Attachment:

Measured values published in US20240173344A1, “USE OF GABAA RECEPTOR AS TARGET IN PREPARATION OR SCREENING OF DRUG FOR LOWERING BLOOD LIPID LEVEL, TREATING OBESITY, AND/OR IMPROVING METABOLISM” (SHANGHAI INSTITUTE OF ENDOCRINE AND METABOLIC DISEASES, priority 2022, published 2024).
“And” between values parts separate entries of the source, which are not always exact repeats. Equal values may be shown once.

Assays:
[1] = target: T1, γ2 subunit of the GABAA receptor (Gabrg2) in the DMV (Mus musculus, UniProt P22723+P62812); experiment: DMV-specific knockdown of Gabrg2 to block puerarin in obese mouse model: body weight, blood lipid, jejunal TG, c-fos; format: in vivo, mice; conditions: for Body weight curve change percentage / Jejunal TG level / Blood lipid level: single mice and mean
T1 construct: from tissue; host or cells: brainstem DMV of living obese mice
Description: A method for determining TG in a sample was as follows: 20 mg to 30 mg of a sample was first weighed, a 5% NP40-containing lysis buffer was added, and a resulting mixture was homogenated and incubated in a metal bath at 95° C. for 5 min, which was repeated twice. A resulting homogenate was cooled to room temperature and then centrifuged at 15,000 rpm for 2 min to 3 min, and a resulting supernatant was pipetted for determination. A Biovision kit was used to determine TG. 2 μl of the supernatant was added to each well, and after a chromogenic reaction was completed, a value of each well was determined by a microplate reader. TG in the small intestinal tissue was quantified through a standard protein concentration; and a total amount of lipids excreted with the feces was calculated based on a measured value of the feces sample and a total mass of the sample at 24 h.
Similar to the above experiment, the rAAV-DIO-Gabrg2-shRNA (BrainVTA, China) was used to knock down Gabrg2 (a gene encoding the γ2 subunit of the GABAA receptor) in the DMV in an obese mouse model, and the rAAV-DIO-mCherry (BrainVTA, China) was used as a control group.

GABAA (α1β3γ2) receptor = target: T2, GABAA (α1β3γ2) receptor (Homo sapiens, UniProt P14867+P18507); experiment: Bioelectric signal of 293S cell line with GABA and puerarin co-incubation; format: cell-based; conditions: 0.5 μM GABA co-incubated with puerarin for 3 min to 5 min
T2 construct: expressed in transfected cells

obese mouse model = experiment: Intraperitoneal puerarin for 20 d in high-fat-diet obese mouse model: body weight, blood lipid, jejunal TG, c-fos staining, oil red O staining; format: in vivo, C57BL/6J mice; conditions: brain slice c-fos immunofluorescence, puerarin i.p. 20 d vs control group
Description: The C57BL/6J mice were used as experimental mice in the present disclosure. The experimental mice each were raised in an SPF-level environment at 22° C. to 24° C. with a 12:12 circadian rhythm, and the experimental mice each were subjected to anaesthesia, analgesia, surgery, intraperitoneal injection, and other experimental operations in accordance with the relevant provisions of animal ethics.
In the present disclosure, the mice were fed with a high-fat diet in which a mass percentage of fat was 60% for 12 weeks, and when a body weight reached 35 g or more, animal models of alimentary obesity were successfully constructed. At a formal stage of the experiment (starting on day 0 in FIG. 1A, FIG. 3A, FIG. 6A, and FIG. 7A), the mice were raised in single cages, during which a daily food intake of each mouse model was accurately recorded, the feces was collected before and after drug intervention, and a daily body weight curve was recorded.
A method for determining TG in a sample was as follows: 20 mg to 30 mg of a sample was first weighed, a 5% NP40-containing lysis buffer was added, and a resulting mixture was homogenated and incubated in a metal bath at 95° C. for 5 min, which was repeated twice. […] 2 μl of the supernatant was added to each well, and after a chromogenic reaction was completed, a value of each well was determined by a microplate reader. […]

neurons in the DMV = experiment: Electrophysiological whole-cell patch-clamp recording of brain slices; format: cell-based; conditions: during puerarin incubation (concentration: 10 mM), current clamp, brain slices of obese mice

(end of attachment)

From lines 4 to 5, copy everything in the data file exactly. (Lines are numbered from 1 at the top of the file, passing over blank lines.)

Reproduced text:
[1] = target: T1, γ2 subunit of the GABAA receptor (Gabrg2) in the DMV (Mus musculus, UniProt P22723+P62812); experiment: DMV-specific knockdown of Gabrg2 to block puerarin in obese mouse model: body weight, blood lipid, jejunal TG, c-fos; format: in vivo, mice; conditions: for Body weight curve change percentage / Jejunal TG level / Blood lipid level: single mice and mean
T1 construct: from tissue; host or cells: brainstem DMV of living obese mice